el = Element.new(obj)
     @erg[-1][1][1] = self # set "Pointer" in previous element to
this one
     if self.type==:double then self[1][0] = @erg[-1] end # set prev ptr
     @erg << el # add element to list
   end

   def push
      add_new(obj)
   end

   def pop

   end

   def first
     @erg[0]
   end

   def last
     @erg[-1]
   end

   def insert_at
   end

   def delete_at
   end

   def next
     el.previous # ??? # call next from class Element
   end

   def previous
     el.next # ??? # class Element
   end

   @list_pos=-1
   def each
     if @list_pos<@erg.length then
           @list_pos+=1
           "return" @erg
     end
     ## @erg.each{|el| el ... } # how to return
   end

   def reset
     @list_pos=-1
   end

   def count # of elements
     self.length
   end
   def remove_element(pos)
       @erg[pos].delete # class Element

end

class Element
   def initialize(obj) # new element
     @erg = [obj,[previousEl,nextEl]]
   end
   def delete
       self=nil # how to destroy the whole instance?
   end

   def previousEl # of self
     @erg[1][0]
   end

   def nextEl # of self
     @erg[1][1]
   end

end

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--

Please consider the environment before printing this email.

Regards,
Surya

Hey,

List is a relatively primitive data structure by itself. It all comes down to what you wanna use it for.
Generally, I prefer to implement lists as a pair `(value; rest of the list)`. You don't really need
anything else in terms of the data structure itself.

From your code under "(wanted) RESULT:" I can tell that you want to have, basically, a stateful
singleton factory (Lists.new being the factory and `Lists.count` pointing out that it's stateful and
keeps track of its calls).
Also you, seemingly, want to sit on two chairs by making your factory create both normal list and
bi-directional one (:double argument). This seems like an overcomplication; separate them?
Some of the results in the comments don't even make sense to me (e.g. list.destroy doesn't
change Lists.count)

My advice is to try and revise your requirements first. Do you really need all these methods?
If you really do you should try and distribute responsibilities over multiple classes so every one is
simple and predictable in its nature.

My personal code style would probably be a somewhat mix of functional and object-oriented programming:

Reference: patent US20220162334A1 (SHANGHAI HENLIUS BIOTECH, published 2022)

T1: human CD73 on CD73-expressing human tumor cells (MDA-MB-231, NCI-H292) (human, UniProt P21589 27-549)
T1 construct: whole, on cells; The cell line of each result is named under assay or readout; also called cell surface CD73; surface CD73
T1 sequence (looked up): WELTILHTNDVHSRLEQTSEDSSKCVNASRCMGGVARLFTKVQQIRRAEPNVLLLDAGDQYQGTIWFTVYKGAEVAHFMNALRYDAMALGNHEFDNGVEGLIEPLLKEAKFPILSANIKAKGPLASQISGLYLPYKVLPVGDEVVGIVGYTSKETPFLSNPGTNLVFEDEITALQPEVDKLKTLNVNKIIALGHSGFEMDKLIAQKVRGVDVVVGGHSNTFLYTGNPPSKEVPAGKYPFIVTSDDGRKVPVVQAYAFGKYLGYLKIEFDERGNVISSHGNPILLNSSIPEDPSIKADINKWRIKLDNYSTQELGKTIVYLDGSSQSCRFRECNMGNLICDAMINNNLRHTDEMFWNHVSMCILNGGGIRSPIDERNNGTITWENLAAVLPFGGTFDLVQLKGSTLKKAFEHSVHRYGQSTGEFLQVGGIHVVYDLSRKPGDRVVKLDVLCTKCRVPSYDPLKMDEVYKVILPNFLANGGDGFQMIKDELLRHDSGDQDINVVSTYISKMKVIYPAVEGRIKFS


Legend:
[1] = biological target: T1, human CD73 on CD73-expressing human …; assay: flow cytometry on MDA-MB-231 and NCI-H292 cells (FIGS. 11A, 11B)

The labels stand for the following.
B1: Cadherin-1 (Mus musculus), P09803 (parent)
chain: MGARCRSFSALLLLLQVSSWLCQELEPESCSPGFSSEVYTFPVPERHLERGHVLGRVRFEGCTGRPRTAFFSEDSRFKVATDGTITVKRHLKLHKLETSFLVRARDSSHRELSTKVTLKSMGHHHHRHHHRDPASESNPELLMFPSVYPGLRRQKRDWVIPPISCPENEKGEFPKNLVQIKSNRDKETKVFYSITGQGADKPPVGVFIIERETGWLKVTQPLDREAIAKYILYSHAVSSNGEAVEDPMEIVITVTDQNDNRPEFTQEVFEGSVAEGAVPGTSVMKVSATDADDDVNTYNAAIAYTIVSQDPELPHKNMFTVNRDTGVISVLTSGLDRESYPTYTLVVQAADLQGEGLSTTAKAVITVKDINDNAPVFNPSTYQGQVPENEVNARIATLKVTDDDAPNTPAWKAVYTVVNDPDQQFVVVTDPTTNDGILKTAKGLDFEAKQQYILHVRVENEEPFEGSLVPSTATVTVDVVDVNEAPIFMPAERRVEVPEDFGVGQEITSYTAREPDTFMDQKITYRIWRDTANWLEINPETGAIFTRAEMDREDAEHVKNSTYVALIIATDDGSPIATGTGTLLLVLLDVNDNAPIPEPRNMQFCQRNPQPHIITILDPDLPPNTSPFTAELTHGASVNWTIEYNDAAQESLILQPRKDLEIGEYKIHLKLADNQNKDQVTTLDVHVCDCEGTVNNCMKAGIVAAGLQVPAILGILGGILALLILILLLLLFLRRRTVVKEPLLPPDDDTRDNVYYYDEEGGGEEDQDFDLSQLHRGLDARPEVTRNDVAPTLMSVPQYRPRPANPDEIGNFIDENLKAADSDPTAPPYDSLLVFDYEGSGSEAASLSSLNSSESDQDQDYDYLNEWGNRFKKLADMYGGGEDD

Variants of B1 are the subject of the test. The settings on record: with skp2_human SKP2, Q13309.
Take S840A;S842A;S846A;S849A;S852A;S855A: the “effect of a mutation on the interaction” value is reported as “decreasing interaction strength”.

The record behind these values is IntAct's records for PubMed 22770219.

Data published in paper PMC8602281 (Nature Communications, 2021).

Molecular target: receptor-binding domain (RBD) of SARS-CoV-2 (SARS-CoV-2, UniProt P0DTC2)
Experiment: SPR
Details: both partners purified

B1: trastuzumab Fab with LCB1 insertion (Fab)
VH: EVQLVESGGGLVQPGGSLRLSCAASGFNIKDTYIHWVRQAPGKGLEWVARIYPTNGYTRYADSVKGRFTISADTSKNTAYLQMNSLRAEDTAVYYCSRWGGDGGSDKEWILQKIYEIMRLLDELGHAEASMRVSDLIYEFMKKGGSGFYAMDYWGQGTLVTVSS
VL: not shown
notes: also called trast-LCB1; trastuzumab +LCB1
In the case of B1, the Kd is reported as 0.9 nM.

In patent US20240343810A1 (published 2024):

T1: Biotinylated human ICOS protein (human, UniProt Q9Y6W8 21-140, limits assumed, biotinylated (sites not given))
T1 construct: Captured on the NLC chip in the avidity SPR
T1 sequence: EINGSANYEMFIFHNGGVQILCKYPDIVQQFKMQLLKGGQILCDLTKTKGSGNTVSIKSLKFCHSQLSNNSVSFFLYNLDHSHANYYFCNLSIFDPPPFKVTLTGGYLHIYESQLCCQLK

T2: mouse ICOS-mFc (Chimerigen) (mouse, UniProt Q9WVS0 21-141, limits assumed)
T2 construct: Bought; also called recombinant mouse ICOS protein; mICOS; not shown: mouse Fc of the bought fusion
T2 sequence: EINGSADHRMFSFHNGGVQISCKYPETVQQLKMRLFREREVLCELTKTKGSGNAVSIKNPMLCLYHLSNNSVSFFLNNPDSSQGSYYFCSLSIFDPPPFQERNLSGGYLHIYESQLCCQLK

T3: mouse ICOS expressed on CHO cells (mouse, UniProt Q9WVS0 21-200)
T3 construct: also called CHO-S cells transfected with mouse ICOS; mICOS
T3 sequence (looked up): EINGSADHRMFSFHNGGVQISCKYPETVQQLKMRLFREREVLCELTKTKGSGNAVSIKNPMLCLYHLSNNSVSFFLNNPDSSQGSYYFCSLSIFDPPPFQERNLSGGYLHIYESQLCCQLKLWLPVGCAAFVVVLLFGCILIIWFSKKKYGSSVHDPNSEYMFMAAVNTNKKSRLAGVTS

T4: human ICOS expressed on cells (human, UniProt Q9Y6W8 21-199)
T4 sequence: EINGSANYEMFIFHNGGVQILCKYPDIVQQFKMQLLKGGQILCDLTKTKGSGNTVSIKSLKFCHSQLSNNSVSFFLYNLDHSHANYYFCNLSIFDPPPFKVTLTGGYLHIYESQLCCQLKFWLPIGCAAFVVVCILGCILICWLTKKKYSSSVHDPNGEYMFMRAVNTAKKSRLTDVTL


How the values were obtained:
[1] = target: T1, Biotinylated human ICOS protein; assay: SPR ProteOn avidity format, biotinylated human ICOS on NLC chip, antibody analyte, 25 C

- `List.new(head, tail)` - head being a value and tail being another list. This is a behaviourless struct.
- `ListOperations::....` - a module with operations over lists like iteration, search, removing.
  All being immutable and returning a new list (where needed).

The above is basically all the basis you need. Now you need to implement the stuff specific for *your* case.
If you need a stateful factory - create one.
If you need a some kind of stateful wrapper over List, you can create one (just a class that contains a list
and performs operations on it).

The most important part - try to distribute responsibilities between small parts and just combine (compose)
them with each other. This way your code will have some sort of tree-like hierarchy and you'll probably
have easier time working with it (because you will be able to navigate it from top to bottom as opposed to
having a one big mess).

I hope it'll give you some ideas. But first of all carefuly think about what you actually want before
designing/coding anything. Work backwards.

P.S. some additional comments:
- technically, you don't need to delete anything in ruby. As soon as there're no references to an object it
  will be deleted, basically. This means that `destroy` is not an object's responsibility. You probably
  got this idea from Rails' ActiveRecord where its instances do all sorts of stuff. But in reality,
  those are just factory/etc methods that could (and, some would argue, should) be in a separate class.
- I believe using class variables (`@@my_var`) is a bad practice. Consider something else. In my experience,
  you never need singletons. And even if you do, it's usually more intuitive to use Java-style singletons